Instead donors should focus on those sectors or countries where investors cannot go on their own — where donor support is needed to make investments happen. In nascent sectors or early-stage businesses, where concessional financing is really needed, you probably will not see those high leverage ratios that people strive for and celebrate, and that’s okay.

Jangraw: Any final thoughts on investing in emerging and frontier markets?

Holcomb Mann: These markets are shifting rapidly, and those forces create opportunity and risk at the same time. There has been a lot of local innovation responding to unmet needs in developing countries and a lot of small companies seizing the opportunity to upgrade and leapfrog the existing infrastructure. If you do the math — taking that wave of innovation and multiplying by population growth and urbanization and additional expendable income — you can see the opportunity right there. It can make so much more sense than investing in saturated, developed markets. There are honestly such great investment opportunities. And you’re putting your money to work in a way that can have a big positive impact. But it’s not for the faint of heart.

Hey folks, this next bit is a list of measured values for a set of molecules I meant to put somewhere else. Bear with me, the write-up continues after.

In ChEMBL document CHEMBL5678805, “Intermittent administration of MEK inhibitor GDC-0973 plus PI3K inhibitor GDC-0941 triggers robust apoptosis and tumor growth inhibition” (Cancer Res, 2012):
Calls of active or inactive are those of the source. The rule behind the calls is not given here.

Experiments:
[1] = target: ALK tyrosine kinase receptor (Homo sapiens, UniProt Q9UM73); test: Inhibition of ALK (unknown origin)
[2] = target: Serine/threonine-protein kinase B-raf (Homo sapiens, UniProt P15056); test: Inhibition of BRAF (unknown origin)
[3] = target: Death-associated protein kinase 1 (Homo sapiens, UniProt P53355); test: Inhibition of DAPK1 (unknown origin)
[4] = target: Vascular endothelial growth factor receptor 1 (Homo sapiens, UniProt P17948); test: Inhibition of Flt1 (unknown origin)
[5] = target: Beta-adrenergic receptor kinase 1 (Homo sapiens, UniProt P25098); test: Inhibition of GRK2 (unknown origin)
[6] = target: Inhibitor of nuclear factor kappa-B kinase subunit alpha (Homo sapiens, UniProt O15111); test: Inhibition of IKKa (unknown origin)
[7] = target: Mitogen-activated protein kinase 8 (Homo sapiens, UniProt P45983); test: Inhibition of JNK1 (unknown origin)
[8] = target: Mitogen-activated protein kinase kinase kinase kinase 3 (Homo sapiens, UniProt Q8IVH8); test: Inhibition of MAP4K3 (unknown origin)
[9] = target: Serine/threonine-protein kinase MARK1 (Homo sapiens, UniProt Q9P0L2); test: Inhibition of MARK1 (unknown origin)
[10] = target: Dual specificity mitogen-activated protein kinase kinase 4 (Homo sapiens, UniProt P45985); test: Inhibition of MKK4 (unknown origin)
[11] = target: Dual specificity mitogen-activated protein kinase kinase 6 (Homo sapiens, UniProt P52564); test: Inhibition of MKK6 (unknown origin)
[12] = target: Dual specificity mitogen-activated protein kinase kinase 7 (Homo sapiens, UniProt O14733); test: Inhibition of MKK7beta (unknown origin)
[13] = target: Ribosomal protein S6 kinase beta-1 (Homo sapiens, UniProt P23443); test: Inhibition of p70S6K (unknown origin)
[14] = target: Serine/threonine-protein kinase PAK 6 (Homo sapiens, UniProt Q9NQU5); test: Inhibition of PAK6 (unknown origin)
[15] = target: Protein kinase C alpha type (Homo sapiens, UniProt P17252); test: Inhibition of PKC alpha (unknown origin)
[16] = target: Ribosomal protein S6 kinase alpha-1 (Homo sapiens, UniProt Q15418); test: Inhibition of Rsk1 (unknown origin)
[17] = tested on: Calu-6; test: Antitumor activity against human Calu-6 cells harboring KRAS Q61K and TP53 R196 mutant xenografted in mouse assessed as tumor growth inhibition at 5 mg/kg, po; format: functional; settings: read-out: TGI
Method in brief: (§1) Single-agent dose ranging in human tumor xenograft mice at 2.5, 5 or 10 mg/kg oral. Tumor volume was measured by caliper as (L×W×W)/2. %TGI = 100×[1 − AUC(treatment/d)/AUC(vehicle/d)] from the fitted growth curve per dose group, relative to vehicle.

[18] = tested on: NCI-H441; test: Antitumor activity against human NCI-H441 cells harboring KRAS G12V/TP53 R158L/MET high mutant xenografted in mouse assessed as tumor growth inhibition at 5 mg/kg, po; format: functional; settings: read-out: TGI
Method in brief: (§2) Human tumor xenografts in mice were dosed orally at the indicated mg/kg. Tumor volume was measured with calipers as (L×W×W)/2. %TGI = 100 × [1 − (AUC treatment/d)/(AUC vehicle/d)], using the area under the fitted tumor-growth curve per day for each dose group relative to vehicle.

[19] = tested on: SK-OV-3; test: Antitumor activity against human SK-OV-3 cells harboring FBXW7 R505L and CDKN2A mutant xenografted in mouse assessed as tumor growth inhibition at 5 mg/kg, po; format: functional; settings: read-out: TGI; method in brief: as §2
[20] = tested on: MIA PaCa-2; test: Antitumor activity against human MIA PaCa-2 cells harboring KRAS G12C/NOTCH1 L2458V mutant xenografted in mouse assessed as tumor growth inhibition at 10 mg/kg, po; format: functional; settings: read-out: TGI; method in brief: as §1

To learn more about INVEST, visit



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INVEST, a USAID initiative, mobilizes private investment for development goals. It drives inclusive growth and sustainable development in emerging markets.